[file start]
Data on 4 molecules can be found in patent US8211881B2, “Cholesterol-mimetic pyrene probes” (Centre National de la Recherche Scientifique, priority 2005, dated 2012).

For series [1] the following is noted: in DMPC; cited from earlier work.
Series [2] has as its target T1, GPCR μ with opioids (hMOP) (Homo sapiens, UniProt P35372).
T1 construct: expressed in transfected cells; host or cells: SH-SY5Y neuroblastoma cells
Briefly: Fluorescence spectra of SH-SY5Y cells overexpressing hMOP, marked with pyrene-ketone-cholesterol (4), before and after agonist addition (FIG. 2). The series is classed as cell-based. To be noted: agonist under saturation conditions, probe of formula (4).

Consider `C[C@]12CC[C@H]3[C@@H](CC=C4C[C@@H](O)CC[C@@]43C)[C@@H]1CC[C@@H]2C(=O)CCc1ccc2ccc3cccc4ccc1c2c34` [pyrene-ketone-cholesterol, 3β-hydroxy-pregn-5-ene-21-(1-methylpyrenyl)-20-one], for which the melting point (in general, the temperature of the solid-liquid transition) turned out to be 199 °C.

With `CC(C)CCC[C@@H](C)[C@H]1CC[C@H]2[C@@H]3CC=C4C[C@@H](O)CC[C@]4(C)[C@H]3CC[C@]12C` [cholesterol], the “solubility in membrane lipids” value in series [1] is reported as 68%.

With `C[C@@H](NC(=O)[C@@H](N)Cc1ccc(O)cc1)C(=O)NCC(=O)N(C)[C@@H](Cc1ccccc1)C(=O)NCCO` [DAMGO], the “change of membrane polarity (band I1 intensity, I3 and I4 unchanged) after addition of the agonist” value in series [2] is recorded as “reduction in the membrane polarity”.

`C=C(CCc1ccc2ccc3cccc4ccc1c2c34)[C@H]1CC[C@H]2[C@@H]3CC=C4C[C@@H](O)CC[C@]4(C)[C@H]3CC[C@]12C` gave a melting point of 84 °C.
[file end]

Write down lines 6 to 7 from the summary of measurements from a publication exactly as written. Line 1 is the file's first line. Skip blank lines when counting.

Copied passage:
Consider `C[C@]12CC[C@H]3[C@@H](CC=C4C[C@@H](O)CC[C@@]43C)[C@@H]1CC[C@@H]2C(=O)CCc1ccc2ccc3cccc4ccc1c2c34` [pyrene-ketone-cholesterol, 3β-hydroxy-pregn-5-ene-21-(1-methylpyrenyl)-20-one], for which the melting point (in general, the temperature of the solid-liquid transition) turned out to be 199 °C.

With `CC(C)CCC[C@@H](C)[C@H]1CC[C@H]2[C@@H]3CC=C4C[C@@H](O)CC[C@]4(C)[C@H]3CC[C@]12C` [cholesterol], the “solubility in membrane lipids” value in series [1] is reported as 68%.